that he received a copy of a letter addressed to Republican Commissioner
Timothy Schneider from the Cook County State’s Attorney’s office, in which the
office said “it is critical to note that a municipality whose ordinance
conflicts with Cook County’s ordinance does not have to be a home rule unit of
government for its ordinance to prevail under Section 6(c).”
The letter had been
drafted on behalf of former Cook County State’s Attorney Anita Alvarez. She was
defeated in the March Democratic Party primary by Kim Foxx, who was then
formally elected Nov. 8 and was sworn in as the county’s new top attorney Dec.
“When the chief legal
officer of the county in question is also giving the county board the same
opinion, we do feel confident our conclusion is in line with the Cook County
State’s Attorney’s opinion,” Bateman said.
Barrington, which also
voted against a 2014 referendum to make the village a home-rule community, may
be one of the first to pass such new legislation, but the village is hardly the
only one to consider it.
Schneider said most of
the communities he represents are contemplating regulations to avoid complying
with the county’s mandates, noting Hanover Park likely would pass an ordinance
and others were working on it.
Hoffman Estates Mayor
Bill McLeod said there was “no urgency” regarding the matter, but the village
board likely would begin conversations soon to determine what steps, if any,
the board would take.
home-rule community, actively monitored the county’s ordinances requiring the minimum
wage increase and paid sick leave for some time before they were enacted, said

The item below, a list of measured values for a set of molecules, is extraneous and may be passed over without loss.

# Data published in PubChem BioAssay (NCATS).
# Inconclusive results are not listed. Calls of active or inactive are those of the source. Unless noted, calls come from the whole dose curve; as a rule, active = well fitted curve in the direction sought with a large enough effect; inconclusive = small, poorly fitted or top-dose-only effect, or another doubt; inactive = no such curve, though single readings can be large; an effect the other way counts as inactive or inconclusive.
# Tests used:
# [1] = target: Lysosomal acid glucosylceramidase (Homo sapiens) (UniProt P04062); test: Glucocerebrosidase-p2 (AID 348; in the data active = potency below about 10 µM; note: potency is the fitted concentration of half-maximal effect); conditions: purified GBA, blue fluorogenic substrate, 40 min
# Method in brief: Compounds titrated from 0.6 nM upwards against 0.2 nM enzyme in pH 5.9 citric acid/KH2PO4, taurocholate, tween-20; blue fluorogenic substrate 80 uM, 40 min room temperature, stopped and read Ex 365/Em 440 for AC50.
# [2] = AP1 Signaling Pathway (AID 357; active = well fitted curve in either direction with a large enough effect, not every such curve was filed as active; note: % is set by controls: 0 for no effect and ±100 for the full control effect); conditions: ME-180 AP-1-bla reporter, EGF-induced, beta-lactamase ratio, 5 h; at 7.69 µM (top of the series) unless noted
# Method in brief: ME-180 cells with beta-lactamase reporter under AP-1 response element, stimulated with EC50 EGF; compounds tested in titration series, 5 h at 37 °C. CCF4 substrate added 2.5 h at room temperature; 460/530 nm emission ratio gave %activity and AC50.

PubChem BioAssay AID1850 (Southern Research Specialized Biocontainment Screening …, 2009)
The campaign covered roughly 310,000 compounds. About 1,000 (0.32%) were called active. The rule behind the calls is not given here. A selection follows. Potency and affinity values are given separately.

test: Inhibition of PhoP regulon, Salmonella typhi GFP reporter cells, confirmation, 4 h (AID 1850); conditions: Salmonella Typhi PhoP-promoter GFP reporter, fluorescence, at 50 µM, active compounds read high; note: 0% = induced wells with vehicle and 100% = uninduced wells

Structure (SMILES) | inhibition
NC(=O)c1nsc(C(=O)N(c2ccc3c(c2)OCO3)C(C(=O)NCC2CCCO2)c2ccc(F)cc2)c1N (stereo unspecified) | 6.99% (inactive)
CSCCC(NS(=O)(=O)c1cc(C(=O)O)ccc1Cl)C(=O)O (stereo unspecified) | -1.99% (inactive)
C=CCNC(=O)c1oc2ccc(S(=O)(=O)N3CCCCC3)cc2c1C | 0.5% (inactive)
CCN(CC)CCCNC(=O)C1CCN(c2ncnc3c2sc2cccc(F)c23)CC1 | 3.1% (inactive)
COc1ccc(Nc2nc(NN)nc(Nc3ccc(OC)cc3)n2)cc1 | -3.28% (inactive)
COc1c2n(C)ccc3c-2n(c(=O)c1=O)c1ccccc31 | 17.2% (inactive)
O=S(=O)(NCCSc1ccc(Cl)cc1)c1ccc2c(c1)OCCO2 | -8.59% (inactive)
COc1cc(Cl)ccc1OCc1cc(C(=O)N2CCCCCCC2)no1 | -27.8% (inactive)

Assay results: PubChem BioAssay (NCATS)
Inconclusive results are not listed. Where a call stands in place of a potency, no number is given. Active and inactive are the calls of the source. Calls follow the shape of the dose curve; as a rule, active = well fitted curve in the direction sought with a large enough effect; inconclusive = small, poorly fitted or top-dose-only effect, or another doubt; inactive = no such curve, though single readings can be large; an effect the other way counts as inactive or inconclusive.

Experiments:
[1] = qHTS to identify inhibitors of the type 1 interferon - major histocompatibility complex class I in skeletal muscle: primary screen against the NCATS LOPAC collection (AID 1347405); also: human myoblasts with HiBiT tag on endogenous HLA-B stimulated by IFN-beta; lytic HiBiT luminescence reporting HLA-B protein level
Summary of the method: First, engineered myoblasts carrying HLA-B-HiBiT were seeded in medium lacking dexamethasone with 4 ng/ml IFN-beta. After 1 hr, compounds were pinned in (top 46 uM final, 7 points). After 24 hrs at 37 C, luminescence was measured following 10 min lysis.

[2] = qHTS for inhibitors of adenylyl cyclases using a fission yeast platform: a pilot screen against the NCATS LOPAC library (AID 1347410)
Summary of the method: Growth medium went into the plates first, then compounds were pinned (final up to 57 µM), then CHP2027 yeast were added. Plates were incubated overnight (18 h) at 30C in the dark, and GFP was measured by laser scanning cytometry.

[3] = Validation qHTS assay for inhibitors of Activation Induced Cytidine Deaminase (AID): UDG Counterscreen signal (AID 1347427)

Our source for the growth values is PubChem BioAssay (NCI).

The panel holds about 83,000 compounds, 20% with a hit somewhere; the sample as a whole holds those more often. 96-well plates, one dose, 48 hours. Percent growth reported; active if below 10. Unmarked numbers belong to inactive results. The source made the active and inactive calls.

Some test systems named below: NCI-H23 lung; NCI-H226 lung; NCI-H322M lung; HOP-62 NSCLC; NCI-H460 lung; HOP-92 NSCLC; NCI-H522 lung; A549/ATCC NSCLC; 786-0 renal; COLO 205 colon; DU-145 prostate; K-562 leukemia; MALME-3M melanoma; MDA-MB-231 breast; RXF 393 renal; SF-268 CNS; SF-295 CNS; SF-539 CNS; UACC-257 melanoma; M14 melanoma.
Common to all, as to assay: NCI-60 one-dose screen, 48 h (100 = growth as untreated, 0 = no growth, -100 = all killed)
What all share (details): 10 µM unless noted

Allison Albrecht, communications manager for the village, and the village is aware
of its ability to opt out. But there are no current plans to take action, she
The village will,
however, continue to consult with the Schaumburg Business Association and regional
business and tourism promotional organization Meet Chicago Northwest, to
determine if further action is necessary.
have decided to tend to immediate business first - such as passing annual budgets
- and worry about the ordinances next year as the July implementation date gets
legal action by his constituency, Schneider’s colleague and fellow Republican, county
Commissioner Sean Morrison, also sought an advisory opinion from the Cook
County State’s Attorney as to the length and expense of a protracted lawsuit,
should the paid sick leave ordinance pass and be challenged in court.
The State’s Attorney
responded in July by saying it was impossible to calculate such possibilities,
but did note that “cases challenging Cook County’s home-rule authority have
taken two or more years to be decided in the Circuit Court and one or more
years to be decided in the Appellate Court.”
Attorney Adam Lasker
of Ancel Glink, an Illinois firm specializing in municipal law, doesn’t believe
many, if any, municipalities will sue the county board on the constitutionality
of its ordinances.
While it would be a
question of law, one that would not require witness testimony, it still “would
be a $100,000, $200,000 piece of litigation to go through the Illinois Supreme
Court,” Lasker said.
And taxpayers would
foot the bill for such legislation.
Lasker also highly
doubts the county will sue a municipality for not following its ordinance.
Until the issue is
brought to court, however, the true power and meaning of Section 6(c) is “up in
the air,” he said.
Meanwhile, the county
board will watch to see what municipalities choose to do, Shuftan said.
“I think communities
need to do what they feel is in their best interests,” he said.
said the county’s leadership still believes Cook County was right to enact the
ordinances, to try to equalize wage opportunities for workers in Chicago and
the county’s suburban communities.
you’re going to keep your wage at a certain level, and right down the street in
a different town at a similar establishment, [someone] is making more, where do
you think the workers are going to go?” he said. “It’s one of the things that
we’ll have to see play out.”